It’s done every day in the North Sea. It’s just at a different level. There’s an exciting future in store for us.
So what do you want to be when you grow up? An explorer, or the head of a rebreather company?
It all started for me with Huautla, but I guess the big change took place in 1990 when we hired a CEO to make Cis-Lunar a business. I am merely an engineer now. I really don’t have anything to do with the daily operation of the company. That’s the CEO’s job. I have a lot of input into how things might work, but there’s eight other engineers who are driving this project now. It’s taken off; it’s on its own.
[Ed. Note: Cis-Lunar Labs was put on hold during the dot-com crash in 2000 when it was unavailable to raise financing to complete its MK-V rebreather. In 2005, Poseidon Diving Systems Ltd. acquired Cis-Lunar and retained Bill Stone to help them design a rebreather for recreational divers, dubbed the Mk-VI Discovery.]
Are you still working your regular, ah, um, your irregular job at the U.S. Geological survey?
About 40-50 hours a week there and about 50 hours here.
At some point you’ll just cut it off and….
And be working a hundred hours a week….
Doing what you love!
We were here two weekends ago with the entire engineering team and that’s a pretty righteous group. The topic of discussion was the Mark-5. It’s going to be out there. Everything that we’ve learned is now going to be put into this device, fully-targeted for production. It’ll be quite different from the system we’re using for cave diving. I could work on that seven days a week.
If you don’t have a mission, you don’t tend to want to invent new technology. My role in this whole thing is being out there on the edge with the equipment, then coming back with the ideas and saying, “If we can do this, we do this! Eventually we’re going to transfer this technology into low-pressure spacesuit designs and start looking at getting private operations in orbit.
I’ve heard that you wanted to go into space.
A couple of years ago when we were really embroiled in this, trying to get Huautla done, I was feeling that I was just going to retire from all this crap. I couldn’t even think about how I was going to get from point A to point B. It was about that time I was wandering around NASA seeing what was going on, and I realized that what I really wanted to do is get a long duration group into orbit and then try to get back to earth. Unfortunately, I get myself into trouble every time I talk about that. What an arrogant son-of-a-bitch! He thinks he can put his own space program together. I just stopped talking about it.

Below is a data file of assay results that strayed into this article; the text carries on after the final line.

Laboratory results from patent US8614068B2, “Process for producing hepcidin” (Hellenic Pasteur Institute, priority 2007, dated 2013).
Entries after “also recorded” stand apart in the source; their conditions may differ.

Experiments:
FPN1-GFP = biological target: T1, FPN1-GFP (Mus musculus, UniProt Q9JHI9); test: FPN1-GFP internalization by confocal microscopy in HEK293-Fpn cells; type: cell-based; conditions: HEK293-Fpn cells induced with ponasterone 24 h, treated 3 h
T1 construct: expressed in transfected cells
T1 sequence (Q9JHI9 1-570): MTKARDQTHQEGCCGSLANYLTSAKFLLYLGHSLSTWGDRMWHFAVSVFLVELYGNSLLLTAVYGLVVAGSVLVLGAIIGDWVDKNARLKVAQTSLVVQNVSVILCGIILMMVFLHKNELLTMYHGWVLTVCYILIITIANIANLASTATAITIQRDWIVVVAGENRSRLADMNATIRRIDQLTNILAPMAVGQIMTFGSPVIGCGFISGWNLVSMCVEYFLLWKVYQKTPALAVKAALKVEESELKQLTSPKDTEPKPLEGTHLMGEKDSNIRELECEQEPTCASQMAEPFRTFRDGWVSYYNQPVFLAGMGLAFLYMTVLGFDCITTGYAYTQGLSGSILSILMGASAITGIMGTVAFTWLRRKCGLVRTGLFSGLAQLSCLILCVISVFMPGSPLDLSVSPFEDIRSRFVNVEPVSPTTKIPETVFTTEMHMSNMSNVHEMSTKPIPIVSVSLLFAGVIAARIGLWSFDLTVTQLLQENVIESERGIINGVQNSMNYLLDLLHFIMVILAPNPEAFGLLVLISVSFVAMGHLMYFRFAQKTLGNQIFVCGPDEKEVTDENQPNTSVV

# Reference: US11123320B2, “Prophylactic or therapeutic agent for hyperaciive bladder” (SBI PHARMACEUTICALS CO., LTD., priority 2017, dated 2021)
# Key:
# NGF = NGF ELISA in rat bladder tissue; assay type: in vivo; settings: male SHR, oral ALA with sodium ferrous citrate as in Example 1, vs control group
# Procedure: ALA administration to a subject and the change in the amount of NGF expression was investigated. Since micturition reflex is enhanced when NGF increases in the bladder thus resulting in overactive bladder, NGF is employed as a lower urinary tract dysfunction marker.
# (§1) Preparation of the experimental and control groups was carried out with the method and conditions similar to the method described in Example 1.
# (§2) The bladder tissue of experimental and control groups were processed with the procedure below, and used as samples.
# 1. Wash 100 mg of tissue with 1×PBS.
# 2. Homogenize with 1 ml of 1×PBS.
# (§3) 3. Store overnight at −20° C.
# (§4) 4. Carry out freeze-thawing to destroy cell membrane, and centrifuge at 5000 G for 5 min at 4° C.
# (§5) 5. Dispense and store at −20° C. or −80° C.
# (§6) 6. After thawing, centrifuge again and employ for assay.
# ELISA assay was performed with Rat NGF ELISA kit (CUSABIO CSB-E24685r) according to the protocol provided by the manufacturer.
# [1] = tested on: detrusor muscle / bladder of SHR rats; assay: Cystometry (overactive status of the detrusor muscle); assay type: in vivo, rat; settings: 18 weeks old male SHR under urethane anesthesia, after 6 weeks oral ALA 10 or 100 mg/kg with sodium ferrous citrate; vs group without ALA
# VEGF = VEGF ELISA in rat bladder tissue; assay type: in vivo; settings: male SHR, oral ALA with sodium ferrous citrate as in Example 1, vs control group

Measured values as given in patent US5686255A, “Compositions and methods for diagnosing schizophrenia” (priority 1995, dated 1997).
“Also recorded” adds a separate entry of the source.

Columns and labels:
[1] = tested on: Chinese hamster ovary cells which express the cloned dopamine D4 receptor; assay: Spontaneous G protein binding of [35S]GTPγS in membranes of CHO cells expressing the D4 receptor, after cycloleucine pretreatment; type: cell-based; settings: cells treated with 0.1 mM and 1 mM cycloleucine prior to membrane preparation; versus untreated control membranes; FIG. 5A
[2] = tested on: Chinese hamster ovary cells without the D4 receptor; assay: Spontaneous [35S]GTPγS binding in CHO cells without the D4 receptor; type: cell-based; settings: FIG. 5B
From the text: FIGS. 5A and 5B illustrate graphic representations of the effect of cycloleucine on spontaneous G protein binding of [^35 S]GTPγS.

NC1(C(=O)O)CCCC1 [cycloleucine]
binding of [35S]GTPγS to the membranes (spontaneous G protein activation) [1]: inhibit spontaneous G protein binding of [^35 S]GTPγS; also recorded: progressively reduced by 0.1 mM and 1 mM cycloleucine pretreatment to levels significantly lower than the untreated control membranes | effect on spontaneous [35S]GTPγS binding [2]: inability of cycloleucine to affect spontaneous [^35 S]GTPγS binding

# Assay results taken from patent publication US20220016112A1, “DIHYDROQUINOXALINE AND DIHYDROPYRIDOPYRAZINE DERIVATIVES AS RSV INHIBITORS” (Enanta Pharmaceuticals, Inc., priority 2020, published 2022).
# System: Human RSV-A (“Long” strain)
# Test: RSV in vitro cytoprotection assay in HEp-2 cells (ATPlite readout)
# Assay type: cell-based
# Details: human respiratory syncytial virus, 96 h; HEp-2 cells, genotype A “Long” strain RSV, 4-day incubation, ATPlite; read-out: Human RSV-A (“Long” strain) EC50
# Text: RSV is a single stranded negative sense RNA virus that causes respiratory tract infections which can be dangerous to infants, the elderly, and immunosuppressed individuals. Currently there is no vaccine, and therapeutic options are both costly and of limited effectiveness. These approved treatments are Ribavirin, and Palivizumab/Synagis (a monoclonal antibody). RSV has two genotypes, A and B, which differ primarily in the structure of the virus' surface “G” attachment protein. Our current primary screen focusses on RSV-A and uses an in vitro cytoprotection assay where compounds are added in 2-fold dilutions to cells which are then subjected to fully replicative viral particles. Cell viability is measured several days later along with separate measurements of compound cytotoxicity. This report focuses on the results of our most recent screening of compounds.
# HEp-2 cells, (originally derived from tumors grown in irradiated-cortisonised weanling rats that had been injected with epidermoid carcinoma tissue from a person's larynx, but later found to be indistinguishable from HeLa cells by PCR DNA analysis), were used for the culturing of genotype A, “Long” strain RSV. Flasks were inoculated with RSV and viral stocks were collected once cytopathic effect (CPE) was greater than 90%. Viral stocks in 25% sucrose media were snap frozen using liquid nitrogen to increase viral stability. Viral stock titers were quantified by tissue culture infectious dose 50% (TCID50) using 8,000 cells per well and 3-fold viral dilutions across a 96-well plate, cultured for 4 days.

Do you foresee the emergence of commercial space industry?
The fact of the matter is that it’s being pushed in that direction by our generous Congress which is on the verge of voting the space station out of NASA’s budget as well. That’s probably good because they can’t spend that money well enough to get the rest of us up into orbit. They have just enough money to put a few lucky astronauts up there, a week up in orbit and then they come down. How does that benefit the rest of the populace? It’s time for us grunts to take over the reins and figure out a way to get up there economically.
The final frontier.
We’re going to end up taking all the technology that we’ve developed and build suits that are basically no more than workman’s overalls. They’re going to cost about a hundredth of what is presently being paid for a one-of-a-kind aerospace product. Down the line we’ll move into spacecraft life support systems. That’s the way to go and I think we’re going to find partners all along the way to participate, just like we’re doing now.
Where do you go from here?
It’s now at the stage where the unlimited possibilities are starting to unfold. It’s just starting to get fun! I have climbed the steps and all of a sudden I’ve gotten over the rise and can see where the next steps are. The next couple of years are going to be real interesting.